Representatives of the Ahmedabad Association of Hospitals and Nursing Homes (AHNA), at a press conference in Ahmedabad on Friday, said they would stop cashless facilities at their member hospitals and nursing homes after January 15, 2022 if the association’s grievances with public sector insurance companies are not resolved by then.
One of the main complaints of the AHNA, according to its president, Dr Bharat Gadhvi, is that the prices of the various procedures and hospitalizations have not been revised for the last five years, unlike the price revision carried out each year. by private insurance companies.
Specifically naming four public sector insurance companies – New India Assurance, Oriental Insurance, United India Insurance and National Insurance – with which AHNA members have faced problems, Dr Gadhvi added: âMedical care have evolved over the years, as has the quality of life. MRI and CT scans have become regular procedures and costs have increased. Insurance companies refuse to pay for used disposables, including disinfection fees or fees for gloves. Routine discharge takes 30 minutes, but patients insured by these companies take up to six hours or more or sometimes even a day’s delay. But these public sector insurance companies have not established or updated their infrastructure and until they do, these problems will persist. We suggest that patients refrain from using the services of these four companies if they want appropriate health services. “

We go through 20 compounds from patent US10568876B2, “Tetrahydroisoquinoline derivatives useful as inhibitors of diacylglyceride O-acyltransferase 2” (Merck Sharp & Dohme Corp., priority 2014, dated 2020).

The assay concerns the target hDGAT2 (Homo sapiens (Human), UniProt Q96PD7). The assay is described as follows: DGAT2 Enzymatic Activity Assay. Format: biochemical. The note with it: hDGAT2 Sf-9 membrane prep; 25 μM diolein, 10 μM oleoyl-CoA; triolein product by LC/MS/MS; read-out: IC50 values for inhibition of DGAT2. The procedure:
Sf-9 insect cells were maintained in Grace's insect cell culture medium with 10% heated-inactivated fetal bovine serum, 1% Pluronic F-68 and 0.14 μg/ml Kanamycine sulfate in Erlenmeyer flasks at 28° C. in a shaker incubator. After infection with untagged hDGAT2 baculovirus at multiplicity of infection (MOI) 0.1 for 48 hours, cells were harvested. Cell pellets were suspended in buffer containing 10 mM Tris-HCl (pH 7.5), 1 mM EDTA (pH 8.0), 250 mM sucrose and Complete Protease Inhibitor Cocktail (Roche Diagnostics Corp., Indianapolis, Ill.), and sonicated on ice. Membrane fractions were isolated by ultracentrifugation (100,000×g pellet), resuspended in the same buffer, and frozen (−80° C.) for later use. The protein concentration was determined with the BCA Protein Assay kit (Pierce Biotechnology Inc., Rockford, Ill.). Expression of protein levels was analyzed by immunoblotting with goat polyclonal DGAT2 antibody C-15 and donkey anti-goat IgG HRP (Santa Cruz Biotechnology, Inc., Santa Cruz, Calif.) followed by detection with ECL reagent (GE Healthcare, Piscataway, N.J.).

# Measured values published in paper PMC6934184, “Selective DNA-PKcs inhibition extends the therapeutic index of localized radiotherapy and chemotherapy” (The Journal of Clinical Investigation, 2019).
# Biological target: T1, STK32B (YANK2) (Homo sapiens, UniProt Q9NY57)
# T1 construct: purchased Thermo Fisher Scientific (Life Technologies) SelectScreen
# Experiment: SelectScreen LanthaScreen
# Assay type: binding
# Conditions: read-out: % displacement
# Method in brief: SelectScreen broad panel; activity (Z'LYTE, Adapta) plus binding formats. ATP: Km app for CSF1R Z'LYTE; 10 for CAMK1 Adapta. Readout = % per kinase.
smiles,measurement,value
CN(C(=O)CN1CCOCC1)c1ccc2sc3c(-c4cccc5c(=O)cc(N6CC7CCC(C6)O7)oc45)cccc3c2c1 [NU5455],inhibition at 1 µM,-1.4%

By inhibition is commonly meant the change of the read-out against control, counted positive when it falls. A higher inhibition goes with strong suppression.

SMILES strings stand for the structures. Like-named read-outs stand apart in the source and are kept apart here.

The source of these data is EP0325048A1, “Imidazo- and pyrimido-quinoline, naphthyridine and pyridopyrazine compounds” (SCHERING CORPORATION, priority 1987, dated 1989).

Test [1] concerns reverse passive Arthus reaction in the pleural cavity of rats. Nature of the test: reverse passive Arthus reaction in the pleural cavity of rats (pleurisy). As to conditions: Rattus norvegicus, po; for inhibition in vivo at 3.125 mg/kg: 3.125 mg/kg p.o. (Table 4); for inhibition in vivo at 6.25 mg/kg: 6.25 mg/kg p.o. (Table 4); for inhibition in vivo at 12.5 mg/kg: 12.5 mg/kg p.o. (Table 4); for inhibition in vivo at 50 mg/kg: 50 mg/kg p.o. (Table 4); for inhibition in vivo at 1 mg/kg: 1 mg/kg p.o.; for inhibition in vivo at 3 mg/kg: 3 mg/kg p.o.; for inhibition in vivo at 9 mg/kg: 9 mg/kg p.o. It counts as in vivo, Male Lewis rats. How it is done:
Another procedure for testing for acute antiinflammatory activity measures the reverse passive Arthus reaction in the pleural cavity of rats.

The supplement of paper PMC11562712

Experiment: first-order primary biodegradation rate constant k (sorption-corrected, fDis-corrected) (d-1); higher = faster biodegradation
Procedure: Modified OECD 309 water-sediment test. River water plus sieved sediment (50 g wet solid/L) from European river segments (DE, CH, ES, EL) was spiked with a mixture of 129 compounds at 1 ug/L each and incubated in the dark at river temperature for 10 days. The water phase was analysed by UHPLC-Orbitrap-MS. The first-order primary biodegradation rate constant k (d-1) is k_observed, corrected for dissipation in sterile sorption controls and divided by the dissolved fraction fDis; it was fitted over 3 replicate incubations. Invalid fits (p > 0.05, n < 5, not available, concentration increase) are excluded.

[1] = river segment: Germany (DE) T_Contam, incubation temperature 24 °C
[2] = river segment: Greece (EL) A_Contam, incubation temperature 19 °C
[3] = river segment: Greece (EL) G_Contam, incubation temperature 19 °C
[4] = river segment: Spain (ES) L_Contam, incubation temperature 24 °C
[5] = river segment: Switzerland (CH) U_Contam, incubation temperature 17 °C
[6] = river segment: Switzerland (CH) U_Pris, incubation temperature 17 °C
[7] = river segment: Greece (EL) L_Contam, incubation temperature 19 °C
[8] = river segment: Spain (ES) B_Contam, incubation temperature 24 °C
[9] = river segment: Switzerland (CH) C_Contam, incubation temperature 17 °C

Almost 100 to 125 hospitals and nursing homes in the AHNA are expected to stop cashless payments after January 15, 2022. A stop in cashless payment would mean that a patient will have to pay for medical services in the hospital and will have to pay. then claim the expenses incurred. at the hospital of the insurance company upon presentation of receipts for procedures or medical services.
Other grievances include a “delay of up to three to six months” in payments to hospitals with arbitrary deductions, which would otherwise have to be settled within 30 days according to the AHNA, as there is no no qualified physician in Third Party Administrators (TPA) to reasonably and fairly assess claims and no tripartite agreement between hospital, insurance company and TPA has been established. TPA is a licensed company / agency / organization from the
Insurance Regulatory Development Authority (IRDA) to handle complaints.
Dr Manish Bhatnagar, Chairman of AHNA Insurance Committee and Owner of Icon Hospital in Ahmedabad, said: âWe don’t want to bother our patients, but doing business with these insurance companies is bad business. . We end up having consumer disputes and it is embarrassing for us to deal with this kind of inefficiency. There is no transparent process for deciding fees for hospitals. The last rate review was done in 2014, but hospitals received approval in 2016. Usually, public insurance companies review rates once every five years. We demand uniformity of rates and agreements instead of certain hospitals being given an ad hoc arbitrary advantage by insurance companies when they offer certain hospitals better rates. “